Barney Frank: Bill to Repeal UIGEA Coming Next Month

by Lou on February 24, 2009

Earlier this month (see blog entry for February 4) I called your attention to Massachusetts Congressman Barney Frank’s plan to reintroduce a bill repealing the Unlawful Internet Gaming Enforcement Act (UIGEA). This idea has gained steam and now there’s a timeline being floated about in Washington. “The bill introduction should happen in the next month,” Frank’s staff told Reuters. “Mr. Frank will bring back legislation to repeal the UIGEA.”

Although UIGEA was passed in 2006 as a dead-of-night, no debate or discussion, eleventh-hour attachment to Safe Port Act—a piece of must pass legislation—it was only last November that the regulations implementing it were finalized. The law, which doesn’t change the legal status of poker or other online gaming, makes it illegal for banks, credit-card companies, and payment processors such as PayPal and Neteller to transfer funds from players to online casinos, and back again.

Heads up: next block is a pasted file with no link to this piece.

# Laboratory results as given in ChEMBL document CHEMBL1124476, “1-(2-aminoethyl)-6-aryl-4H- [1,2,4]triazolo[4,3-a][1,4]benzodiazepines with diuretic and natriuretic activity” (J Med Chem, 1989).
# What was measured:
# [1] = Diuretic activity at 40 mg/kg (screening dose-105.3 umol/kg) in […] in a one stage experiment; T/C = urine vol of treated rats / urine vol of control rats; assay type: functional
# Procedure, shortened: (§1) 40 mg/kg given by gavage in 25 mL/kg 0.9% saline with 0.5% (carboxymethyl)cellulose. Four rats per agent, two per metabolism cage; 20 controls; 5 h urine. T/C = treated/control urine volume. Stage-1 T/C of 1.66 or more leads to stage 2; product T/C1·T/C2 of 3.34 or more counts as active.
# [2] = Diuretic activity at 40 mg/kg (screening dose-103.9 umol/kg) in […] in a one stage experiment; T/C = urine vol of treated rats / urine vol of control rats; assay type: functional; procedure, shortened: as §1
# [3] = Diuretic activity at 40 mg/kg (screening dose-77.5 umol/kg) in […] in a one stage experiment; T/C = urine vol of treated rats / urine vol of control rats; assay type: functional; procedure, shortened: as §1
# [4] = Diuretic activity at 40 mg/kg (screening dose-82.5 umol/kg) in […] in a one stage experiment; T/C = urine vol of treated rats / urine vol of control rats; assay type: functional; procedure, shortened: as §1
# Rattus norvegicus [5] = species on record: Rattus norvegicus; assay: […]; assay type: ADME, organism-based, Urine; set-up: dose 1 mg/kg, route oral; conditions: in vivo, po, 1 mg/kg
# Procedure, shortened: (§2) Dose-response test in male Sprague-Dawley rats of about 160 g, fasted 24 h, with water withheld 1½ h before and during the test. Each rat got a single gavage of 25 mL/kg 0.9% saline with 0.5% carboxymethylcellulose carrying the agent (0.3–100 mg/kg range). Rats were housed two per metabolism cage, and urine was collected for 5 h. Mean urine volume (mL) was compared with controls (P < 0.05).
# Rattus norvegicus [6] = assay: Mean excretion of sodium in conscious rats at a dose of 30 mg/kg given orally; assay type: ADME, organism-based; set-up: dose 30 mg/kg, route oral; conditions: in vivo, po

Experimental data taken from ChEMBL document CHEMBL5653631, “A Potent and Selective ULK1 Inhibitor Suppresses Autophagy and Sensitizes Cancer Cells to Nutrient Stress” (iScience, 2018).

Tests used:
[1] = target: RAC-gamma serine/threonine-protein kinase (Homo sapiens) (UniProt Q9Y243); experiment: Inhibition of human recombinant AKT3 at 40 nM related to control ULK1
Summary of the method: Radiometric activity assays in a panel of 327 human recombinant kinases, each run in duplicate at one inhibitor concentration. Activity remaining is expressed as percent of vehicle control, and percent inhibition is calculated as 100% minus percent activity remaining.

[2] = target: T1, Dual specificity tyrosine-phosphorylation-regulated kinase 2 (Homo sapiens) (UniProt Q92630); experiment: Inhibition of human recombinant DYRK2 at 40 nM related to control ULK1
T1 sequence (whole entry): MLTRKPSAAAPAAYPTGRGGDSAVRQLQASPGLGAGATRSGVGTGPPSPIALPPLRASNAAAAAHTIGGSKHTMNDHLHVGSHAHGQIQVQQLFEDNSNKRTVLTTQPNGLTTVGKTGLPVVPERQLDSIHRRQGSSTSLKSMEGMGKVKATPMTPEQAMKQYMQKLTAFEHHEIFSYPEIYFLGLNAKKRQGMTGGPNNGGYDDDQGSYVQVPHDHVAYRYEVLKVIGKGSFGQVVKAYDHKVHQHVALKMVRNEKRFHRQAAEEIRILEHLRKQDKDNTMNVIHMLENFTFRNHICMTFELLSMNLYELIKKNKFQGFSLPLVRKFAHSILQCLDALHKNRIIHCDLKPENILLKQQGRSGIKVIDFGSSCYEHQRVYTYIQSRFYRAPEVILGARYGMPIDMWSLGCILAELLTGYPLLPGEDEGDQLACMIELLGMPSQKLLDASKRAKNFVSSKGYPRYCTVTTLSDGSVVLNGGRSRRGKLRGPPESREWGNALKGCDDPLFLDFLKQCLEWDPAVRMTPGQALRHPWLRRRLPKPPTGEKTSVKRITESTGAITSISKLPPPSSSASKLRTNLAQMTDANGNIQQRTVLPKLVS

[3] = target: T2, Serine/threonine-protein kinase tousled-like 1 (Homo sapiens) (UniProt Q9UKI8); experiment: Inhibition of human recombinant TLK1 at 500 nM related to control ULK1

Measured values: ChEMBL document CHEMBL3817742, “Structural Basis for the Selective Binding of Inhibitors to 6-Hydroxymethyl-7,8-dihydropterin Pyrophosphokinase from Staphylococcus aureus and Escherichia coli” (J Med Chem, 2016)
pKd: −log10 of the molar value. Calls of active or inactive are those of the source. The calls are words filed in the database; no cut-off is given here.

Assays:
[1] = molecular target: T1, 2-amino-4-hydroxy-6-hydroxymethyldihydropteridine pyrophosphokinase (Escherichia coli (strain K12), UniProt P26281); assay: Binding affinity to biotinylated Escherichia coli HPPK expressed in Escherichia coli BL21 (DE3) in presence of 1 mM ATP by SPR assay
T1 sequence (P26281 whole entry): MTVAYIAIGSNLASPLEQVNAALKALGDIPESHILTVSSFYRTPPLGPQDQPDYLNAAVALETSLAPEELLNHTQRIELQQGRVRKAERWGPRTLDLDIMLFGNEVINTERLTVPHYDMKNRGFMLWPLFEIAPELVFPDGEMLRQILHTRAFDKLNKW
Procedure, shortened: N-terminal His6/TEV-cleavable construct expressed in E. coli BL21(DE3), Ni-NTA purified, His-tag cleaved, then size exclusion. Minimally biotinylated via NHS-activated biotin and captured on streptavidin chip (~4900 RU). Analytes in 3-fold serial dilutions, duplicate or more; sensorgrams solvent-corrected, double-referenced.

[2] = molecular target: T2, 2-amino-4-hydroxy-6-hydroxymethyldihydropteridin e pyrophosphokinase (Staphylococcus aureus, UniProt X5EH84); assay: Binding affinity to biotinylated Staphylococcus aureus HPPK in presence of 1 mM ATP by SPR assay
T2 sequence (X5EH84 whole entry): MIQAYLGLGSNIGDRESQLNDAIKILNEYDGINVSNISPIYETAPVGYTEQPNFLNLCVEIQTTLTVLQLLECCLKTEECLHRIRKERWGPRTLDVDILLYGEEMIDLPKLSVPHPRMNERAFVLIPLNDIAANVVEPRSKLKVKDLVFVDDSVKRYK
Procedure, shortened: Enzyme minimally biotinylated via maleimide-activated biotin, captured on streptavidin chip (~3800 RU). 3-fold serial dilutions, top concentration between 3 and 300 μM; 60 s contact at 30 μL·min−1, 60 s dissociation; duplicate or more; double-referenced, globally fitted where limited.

Frank will predicate his legislation on the fact that UIGEA breaches civil liberties while hurting trade ties with the European Union.

Last year Frank tried unsuccessfully to overturn UIGEA. But now, with a Democratic congress and White House, his chances for success appear much better.

Repealing UIGEA is also likely to settle the ongoing trade disputes with the tiny Caribbean nation of Antigua and the much larger European Union. Although Antigua was awarded damages, reopening the US market to online gaming sites housed there is really the prize they’re after.

In addition, if online gaming sites were to be legalized, regulated, and taxed in the United States, it would generate needed tax revenue in the billions, while providing an enhanced level of safety to customers.

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